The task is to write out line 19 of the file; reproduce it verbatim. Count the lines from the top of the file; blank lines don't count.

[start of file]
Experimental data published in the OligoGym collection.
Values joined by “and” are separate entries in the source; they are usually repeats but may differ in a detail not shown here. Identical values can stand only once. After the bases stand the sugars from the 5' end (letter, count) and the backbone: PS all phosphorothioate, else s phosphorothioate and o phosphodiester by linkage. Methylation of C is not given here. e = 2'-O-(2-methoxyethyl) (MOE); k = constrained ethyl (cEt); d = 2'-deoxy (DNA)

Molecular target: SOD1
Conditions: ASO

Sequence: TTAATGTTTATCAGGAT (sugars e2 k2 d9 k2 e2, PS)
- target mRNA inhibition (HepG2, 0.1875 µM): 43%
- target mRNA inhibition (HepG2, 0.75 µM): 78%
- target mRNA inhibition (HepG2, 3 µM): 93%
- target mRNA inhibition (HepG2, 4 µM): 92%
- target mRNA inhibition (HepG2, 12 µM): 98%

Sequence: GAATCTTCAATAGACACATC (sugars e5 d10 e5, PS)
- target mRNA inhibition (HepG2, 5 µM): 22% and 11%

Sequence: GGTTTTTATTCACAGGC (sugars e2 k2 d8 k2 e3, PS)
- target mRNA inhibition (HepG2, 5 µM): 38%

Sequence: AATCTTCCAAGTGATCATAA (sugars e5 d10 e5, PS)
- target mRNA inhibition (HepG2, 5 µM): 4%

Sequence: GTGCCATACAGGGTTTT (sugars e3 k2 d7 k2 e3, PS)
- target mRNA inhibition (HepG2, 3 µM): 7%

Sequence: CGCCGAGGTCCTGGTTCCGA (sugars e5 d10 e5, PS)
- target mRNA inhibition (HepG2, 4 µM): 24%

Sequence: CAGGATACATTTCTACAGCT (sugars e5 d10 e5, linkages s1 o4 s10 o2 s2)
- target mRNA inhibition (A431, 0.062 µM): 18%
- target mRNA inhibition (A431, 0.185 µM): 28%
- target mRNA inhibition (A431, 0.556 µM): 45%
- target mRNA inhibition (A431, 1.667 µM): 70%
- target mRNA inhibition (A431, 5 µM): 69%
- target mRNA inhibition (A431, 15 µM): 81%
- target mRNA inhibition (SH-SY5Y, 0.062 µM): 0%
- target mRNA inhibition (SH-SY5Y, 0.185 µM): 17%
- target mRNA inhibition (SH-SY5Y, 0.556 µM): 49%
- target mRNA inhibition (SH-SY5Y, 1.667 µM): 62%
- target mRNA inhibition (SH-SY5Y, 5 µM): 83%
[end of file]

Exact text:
Sequence: CGCCGAGGTCCTGGTTCCGA (sugars e5 d10 e5, PS)